All the people on Morpheus’ ship are people who chose to break free of normal life through the use of the internet. They create identities within the Matrix that seem more real than their physical ones in the real world. The characters all choose new names in place of their given ones, and everyone dresses more and more androgynously as the film goes on. Agent Smith all throughout the film chooses to refer to Neo as ‘Mr. Anderson’ in place of his chosen name. In a scene close to the end of the film, where Agent Smith tries to kill Neo on a train platform, Neo definitively states “My name is Neo” before jumping out of the way of the oncoming train. This embodies the notion of how trans people may not always be referred to by their chosen names, and the frustration they might feel as a result of it.

In this scene, it is implied that Neo, only having just realized who he really is, will never get to live out his life as his true self, the chosen one. He will be killed on the train tracks as ‘Mr. Anderson’. Lana Wachowski has spoken publicly about her own experiences growing up as a transgender person, and she described a time where she contemplated suicide while standing on a train platform. In the film, at this point, Neo has accepted himself enough to assert his dominance and fight back against Agent Smith. Neo becomes who he was meant to be, just as Lana and Lilly would too.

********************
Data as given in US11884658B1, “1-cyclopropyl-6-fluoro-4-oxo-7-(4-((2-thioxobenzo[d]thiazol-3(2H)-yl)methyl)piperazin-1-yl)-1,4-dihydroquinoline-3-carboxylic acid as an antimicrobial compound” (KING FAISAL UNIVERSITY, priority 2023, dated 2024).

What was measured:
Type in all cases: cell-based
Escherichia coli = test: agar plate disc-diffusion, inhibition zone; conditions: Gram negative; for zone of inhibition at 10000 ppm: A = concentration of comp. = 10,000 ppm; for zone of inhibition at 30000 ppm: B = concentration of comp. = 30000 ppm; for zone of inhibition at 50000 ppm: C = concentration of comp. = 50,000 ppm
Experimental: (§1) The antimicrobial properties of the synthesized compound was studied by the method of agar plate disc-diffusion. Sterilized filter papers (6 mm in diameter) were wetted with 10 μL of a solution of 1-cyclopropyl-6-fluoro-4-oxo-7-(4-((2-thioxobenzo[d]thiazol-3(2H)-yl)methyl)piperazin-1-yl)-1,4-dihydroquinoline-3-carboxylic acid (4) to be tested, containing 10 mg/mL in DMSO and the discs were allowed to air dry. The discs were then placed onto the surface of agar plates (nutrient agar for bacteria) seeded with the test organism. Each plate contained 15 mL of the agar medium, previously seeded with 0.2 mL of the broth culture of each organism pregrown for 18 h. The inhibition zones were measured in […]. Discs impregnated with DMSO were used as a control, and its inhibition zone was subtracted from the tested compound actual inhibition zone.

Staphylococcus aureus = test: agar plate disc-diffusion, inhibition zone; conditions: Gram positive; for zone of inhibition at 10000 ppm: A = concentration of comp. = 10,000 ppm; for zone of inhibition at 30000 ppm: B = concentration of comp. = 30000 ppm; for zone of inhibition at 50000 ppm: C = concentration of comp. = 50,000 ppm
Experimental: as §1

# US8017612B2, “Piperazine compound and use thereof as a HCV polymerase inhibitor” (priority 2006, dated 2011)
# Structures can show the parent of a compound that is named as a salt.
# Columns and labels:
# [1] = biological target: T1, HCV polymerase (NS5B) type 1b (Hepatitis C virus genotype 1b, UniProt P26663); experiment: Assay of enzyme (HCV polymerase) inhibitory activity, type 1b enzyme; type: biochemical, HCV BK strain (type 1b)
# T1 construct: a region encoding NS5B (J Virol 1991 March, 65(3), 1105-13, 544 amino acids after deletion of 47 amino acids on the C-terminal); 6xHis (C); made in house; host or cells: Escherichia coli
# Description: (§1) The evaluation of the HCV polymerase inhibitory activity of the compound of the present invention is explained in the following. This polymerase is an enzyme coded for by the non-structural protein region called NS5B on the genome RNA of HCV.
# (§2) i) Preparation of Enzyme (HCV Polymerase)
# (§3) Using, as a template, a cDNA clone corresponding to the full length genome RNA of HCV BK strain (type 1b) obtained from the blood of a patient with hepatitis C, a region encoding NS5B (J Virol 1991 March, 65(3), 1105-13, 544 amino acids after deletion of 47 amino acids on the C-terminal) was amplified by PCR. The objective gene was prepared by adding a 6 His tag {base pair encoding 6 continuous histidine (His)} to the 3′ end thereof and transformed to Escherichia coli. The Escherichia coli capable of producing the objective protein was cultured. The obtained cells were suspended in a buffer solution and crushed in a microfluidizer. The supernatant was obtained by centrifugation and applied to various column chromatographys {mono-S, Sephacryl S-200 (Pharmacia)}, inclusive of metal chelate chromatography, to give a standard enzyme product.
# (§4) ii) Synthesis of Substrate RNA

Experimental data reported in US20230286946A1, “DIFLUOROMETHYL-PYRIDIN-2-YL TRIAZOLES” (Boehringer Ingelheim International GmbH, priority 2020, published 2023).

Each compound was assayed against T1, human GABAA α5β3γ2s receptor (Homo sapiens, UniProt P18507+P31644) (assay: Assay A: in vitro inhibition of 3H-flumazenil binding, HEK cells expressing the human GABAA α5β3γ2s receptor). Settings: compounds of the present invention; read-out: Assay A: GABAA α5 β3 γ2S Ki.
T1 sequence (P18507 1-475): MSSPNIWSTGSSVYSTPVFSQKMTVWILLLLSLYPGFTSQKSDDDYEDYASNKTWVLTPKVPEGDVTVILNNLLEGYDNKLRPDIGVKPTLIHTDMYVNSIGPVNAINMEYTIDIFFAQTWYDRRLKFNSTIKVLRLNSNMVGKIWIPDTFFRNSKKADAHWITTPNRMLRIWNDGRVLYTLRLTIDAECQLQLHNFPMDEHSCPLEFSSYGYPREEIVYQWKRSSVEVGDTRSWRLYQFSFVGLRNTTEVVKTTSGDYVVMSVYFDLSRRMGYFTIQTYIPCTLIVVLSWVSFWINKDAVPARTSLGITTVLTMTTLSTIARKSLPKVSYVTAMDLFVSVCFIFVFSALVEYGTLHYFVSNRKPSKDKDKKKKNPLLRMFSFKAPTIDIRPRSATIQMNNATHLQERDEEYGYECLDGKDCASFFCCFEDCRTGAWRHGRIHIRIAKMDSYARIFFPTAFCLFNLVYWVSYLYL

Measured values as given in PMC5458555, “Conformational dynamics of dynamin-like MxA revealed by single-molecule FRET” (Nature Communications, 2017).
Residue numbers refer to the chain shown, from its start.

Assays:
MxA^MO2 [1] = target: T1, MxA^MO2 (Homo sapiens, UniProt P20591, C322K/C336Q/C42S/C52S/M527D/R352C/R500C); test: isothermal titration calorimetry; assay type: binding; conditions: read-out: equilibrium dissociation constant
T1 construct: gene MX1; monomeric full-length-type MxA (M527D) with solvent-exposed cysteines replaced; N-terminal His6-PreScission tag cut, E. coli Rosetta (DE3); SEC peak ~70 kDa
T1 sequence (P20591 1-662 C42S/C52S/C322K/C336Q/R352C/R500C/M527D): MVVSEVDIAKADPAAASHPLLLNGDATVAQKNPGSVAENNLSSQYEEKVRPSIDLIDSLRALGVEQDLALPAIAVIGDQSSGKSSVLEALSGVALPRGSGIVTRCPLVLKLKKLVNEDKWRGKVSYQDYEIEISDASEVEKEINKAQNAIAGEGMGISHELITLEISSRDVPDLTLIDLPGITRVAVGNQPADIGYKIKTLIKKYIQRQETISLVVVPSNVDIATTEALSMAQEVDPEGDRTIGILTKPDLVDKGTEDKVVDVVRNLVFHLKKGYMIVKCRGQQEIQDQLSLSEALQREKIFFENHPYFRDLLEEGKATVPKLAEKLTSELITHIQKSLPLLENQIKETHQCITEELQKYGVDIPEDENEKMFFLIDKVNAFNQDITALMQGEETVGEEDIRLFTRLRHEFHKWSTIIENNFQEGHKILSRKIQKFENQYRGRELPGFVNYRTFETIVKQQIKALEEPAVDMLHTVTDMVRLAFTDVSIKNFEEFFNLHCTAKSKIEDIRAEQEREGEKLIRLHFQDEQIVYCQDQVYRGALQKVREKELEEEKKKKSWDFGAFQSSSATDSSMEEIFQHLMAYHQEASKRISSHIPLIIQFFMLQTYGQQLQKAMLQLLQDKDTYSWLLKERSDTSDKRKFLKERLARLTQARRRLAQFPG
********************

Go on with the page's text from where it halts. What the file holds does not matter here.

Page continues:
The Matrix was not made explicitly to be presented as a trans allegory. While shooting, Keanu Reeves didn’t even know that it was the intention. It is unclear how present Lana and Lilly’s transness was in the writing of The Matrix, as neither had publicly come out yet. However, it seems that there are so many things that relate to transness present in the film, that the ideas must have come through whether they intended them or not. For example, how Agent Smith removes Neo’s mouth could suggest how transgender people often don’t have a voice in society. The Oracle doesn’t tell Neo that he is the one even though she knows he is. She waits until he is ready to be the one and is able to come to terms with his identity on his own. Where Neo is offered a red or a blue pill could suggest hormonal drugs.

However, the pills don’t suggest this to all viewers of the film. ‘Redpilling’, a slang term derived from The Matrix, has been taken on by men’s rights activists who suggest that feminism is, like the Matrix, a false reality that oppresses men and keeps them from being their true selves. To take the red pill is an awakening from this ‘false reality.’ It is interesting that such men might use this idea in this way, particularly when it was invented by two transgender women.

The Matrix won four Academy Awards and has been considered one of the greatest science-fiction films of all time. Twenty years later, the movie is still as interesting and entertaining as it was when it came out. Beyond that, it is fairly diverse in its cast, and it has been a valuable piece of media for trans people. There are not many big blockbuster films that can say all of that. The world may not have been ready in 1999, and the Wachowskis’ work since The Matrix has had more and more explicitly trans content. Now, in 2021, as the release date for the Matrix 4 film approaches, the film hopefully will be able to say more than it could in 1999.